Mark is an influencer whose reputation for integrity, empathy and consistent reliability spans the Chicago metropolitan market for almost 30 years. A personal brand ambassador with a dynamic flare for public speaking, he has taught in the classroom, coached on the field and coached or consulted in the marketplace and in life. Mark has delivered commencement addresses before audiences of more than 5000, preached sermons to congregations of 50, 150 and 500 and has led professional development seminars for groups of all sizes. His engagements range from keynote speeches for small businesses, institutions in private sector, schools, colleges and universities to local civic organizations. Mark also leads daylong workshops for businesses and retreats for church leaders tailored to outcomes based on the select needs of his clients. In any setting, Mark inspires his audience with a vivid call to action and authentically weaves the leadership lessons of his lifetime with the practical tenets of faith, people-centered ethics and values based on conscious leadership.

You can learn more or follow Mark anywhere you connect socially @DrMarkKolkman or email him directly at mark@FlexSolutions.llc.


At or That: The profound difference a single word can make

For the select few of you that have read my work or those who know me personally, you won’t be surprised in the least by the claim that I think, speak and write in slogans and phrases that rhyme or make a play on words. I am wired to be wordy and I think out loud as I write or speak. Often times if I am conflicted or confused about something I merely need to talk it out and use words to assign meaning to my own lived experience or that of the person(s) I am debating, coaching, battling against or those for whom I am advocating.

With the selective and purposeful use of words as a backdrop, please allow me compare and contrast two separate perspectives; “that you” and “at you”.

Consider the most recent instance when you were less than pleased with the performance of a coworker,  a decision made by your spouse or the behavior of one of your children.  Go there with your whole person; mind, body and spirit. Reflect on what you felt in your head, heart and gut. Whether you were mad or angry, hurt or wounded, let down or completely under served by the other person, you quite actually, in that moment, had sole determining control to affix or depict meaning to the situation and place perspective on how you would personally handle the outcome of the other person’s actions, behaviors or attitudes.

Said differently, you own you.

The thing that the other person did or didn’t do merely created a set of circumstances to which you were forced to respond. The meaning of that situation could range from something that happened to you, around you or through you. You decide on that part, you own you.

Consider this, with that very situation in mind ask yourself, was I mad that the person let me down or because she or he underserved me, or was I mad at that person. From a personal and psychological perspective, the difference between “I am mad that you did x, y and z” is profoundly different than “I am mad at you”. The former is about the situation while the later is about the person. To be clear, I am not suggesting that as conscious leaders we look the other way, lower our standards or enable poor performance or bad behavior. What I am suggesting, and boldly challenging each of us to do, is limit the instances when we allow ourselves to “be mad at” a person for their behavior. Instead, let’s wrestle our emotional response into submission and mindfully “be upset that” the person behaved the way they did.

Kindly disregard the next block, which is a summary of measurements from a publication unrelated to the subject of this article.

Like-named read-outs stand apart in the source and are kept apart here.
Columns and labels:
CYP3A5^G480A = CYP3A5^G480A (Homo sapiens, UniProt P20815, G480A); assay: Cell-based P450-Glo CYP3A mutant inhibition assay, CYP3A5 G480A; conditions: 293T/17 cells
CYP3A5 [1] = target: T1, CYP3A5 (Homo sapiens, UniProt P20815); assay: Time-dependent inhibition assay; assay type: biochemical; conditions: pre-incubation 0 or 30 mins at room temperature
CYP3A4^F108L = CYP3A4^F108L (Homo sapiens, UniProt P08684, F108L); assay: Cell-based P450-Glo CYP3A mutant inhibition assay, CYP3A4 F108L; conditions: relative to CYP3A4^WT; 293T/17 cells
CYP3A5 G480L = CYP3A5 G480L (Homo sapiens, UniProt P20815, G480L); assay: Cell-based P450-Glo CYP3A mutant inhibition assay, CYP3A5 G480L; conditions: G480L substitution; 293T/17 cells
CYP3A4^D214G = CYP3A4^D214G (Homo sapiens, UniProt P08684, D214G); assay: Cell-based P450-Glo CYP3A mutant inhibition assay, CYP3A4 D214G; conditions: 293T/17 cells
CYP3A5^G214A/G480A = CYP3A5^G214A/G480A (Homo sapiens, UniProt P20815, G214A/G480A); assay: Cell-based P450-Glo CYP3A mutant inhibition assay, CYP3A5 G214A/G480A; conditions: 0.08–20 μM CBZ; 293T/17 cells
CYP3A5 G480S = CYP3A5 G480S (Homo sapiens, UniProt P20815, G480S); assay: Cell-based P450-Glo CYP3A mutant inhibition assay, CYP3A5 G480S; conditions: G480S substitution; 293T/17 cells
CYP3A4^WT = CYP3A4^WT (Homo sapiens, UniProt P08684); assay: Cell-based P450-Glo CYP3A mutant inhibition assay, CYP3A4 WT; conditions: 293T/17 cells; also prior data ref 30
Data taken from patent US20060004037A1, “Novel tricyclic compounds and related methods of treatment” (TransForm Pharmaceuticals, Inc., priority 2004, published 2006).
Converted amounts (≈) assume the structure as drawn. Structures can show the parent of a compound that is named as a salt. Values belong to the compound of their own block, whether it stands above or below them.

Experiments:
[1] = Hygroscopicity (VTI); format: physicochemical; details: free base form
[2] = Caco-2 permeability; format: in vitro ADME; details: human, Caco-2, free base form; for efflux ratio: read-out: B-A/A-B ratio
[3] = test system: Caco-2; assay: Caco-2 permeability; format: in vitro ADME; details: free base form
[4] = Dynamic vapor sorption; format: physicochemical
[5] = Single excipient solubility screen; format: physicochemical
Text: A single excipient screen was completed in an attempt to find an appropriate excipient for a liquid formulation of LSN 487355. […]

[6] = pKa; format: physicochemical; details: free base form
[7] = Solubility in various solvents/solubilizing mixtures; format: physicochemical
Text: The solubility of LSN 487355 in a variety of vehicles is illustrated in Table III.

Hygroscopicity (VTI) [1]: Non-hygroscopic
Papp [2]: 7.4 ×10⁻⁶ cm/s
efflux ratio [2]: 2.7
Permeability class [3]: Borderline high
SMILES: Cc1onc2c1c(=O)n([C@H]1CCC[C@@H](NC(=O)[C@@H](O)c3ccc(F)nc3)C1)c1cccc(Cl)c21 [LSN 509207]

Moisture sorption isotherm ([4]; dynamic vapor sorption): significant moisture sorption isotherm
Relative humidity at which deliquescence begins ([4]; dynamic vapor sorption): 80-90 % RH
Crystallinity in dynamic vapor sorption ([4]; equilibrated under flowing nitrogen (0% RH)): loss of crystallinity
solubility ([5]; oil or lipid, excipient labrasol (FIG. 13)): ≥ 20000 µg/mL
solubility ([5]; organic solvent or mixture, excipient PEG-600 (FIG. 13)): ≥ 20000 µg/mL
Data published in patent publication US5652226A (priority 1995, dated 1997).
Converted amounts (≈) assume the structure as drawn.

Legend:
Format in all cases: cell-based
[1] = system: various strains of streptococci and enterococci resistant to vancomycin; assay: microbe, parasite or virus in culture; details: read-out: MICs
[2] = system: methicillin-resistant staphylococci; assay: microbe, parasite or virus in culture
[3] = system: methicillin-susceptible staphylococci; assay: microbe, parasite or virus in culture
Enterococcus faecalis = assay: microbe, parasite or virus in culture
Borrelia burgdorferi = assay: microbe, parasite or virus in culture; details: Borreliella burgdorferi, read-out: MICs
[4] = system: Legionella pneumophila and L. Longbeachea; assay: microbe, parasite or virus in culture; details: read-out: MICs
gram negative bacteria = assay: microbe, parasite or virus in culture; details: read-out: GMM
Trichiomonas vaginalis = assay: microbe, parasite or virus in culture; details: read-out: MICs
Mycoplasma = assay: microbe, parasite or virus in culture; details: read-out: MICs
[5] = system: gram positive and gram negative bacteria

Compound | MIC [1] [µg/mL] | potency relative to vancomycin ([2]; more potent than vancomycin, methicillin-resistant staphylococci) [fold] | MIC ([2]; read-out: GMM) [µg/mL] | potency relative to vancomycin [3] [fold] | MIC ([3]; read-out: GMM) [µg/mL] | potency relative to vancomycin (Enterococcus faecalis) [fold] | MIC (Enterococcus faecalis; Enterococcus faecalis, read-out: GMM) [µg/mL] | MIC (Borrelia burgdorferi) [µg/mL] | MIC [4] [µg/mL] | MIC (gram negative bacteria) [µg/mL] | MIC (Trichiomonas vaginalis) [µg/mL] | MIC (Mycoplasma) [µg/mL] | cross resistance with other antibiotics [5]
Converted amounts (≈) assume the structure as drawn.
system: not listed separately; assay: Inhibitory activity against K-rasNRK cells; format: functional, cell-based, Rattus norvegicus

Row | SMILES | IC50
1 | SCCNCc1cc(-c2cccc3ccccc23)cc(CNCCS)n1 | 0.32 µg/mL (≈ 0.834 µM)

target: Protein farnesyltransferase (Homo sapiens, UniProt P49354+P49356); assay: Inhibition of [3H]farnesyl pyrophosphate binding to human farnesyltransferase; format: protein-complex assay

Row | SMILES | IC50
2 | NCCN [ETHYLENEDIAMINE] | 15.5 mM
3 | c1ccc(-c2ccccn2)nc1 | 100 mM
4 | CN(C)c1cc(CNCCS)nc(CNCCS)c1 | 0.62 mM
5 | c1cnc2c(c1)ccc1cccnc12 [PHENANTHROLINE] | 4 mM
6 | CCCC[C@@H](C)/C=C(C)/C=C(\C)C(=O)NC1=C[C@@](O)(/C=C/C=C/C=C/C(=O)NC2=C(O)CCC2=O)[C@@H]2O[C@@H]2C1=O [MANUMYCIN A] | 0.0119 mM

The difference between I’m mad “that you” and I’m mad “at you”  may just be the most crucial battle you wage in 2020, and may be the most central factor to your success.

Whether in your relationships at home with your spouse and children, in your communities and peer relationships or in the workplace with peers, direct reports or colleagues, imagine the personal growth you will experience when you find more ways to be disappointed that someone let down, hurt you or behaved in a manner you disagree with.  Anger focused at someone else is debilitating and most certainly will lead to you operating out of a blindspot or a deficit mindset. Push in to more “that you” moments in 2020 and see the difference a single word can make.


Dr. Mark Kolkman uses the soul of story to reveal the heart of what matters.

Mark is an influencer whose reputation for integrity, empathy and consistent reliability spans the Chicago metropolitan market for almost 30 years. A personal brand ambassador with a dynamic flare for public speaking, he has taught in the classroom, coached on the field and coached or consulted in the marketplace and in life. Mark has delivered commencement addresses before audiences of more than 5000, preached sermons to congregations of 50, 150 and 500 and has led professional development seminars for groups of all sizes. His engagements range from keynote speeches for small businesses, institutions in private sector, schools, colleges and universities to local civic organizations. Mark also leads daylong workshops for businesses and retreats for church leaders tailored to outcomes based on the select needs of his clients. In any setting, Mark inspires his audience with a vivid call to action and authentically weaves the leadership lessons of his lifetime with the practical tenets of faith, people-centered ethics and values based on conscious leadership. 

You can learn more or follow Mark anywhere you connect socially @DrMarkKolkman or email him directly at mark@FlexSolutions.llc.


Seek wise counsel and sound advice.